MARTIN COUNTY, Fla. -- Martin County leaders fear a high-speed rail service proposed to travel through the Treasure Coast may cause significant safety risks.
Looking for more information about whether safety would be jeopardized by the train, county leaders paid for an independent expert to research the issue.Gavalla,
In the 7-page report completed by national rail safety expert and consultant, George Gavalla, Martin County Spokeswoman, Gabriella Ferraro, called the details 'alarming'.
Gavalla said deadly accidents and safety risks will rise dramatically on the Treasure Coast with the operation of high-speed passenger trains.
He also said the proposed All Aboard Florida rail system would have unique safety concerns compared to other passenger rail systems in the U.S.
His summary stated "No other U.S passenger rail system combines 110 MPH passenger trains and 70 MPH freight operating through such densely populated urban areas and along coastal recreation areas with such a high concentration of tourists and seasonal visitors".
He also said the current FEC rail line is among the deadliest in the U.S., including the highest pedestrian fatality rate in the country.
The study also found train speeds could nearly triple from an average of 32 MPH to 110 MPH. The number of trains will increase from approximately 10 per day to 54 per day, according to Gavalla.
Gavalla said the risk of "secondary collisions" would rise with the addition of a second main track. Because AAF proposes to run both passenger and freight trains on FEC tracks, a passenger train could derail at high speeds and collide with a freight train or with another passenger train standing or moving on an adjacent track.
The report also said it is unusual for counties and taxpayers to take on excessive safety costs. In most states, Gavella said, the railroads pay for all maintenance costs for highway-rail grade crossings. In some places, the state contributes a small share to crossing signal maintenance costs. In Florida, he found the county or local municipalities were often paying for nearly all crossing maintenance costs and the cost of railroad track maintenance and rehabilitation in and near the crossings.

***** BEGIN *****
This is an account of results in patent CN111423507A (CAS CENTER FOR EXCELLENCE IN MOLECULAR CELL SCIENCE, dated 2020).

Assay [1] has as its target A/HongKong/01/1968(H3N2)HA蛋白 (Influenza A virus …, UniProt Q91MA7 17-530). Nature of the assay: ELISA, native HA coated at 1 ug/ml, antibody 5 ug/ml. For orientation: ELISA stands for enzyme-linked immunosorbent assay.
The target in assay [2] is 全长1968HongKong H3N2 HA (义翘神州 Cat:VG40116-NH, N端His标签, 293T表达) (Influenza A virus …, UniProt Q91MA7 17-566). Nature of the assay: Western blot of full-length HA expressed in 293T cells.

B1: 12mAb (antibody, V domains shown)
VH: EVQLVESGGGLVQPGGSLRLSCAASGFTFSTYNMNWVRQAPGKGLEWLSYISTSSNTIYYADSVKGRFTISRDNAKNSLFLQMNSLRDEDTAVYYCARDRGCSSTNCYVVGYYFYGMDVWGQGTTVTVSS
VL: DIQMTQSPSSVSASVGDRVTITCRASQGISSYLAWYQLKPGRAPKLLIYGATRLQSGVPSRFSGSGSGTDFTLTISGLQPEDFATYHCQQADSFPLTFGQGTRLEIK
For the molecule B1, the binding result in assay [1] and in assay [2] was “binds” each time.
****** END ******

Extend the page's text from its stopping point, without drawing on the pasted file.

Ferraro says Martin County could pay more than $31 million by 2040 for the upgrades and improvements necessary for the proposed AAF project.
Ali Soule, a spokeswoman for All Aboard Florida, provided the following statement regarding the report:
"Brightline is fully complying with the most stringent safety regulations set by the FRA and FDOT. This report, funded by Martin County taxpayers, is yet another attempt to propagate misinformation and hypothetical situations intended to scare its citizens in order to fit the anti-train agenda. The Treasure Coast has a history of paying consultants to give them the story they want, as demonstrated by the previous reports developed on grade crossing impacts and the St. Lucie River bridge."
Ferraro said the county has tried to get similar information, without success, directly from AAF officials.
"We've been unsuccessful trying to get this really critical information out of this company so as a result we're having to gather the information that we can independently."
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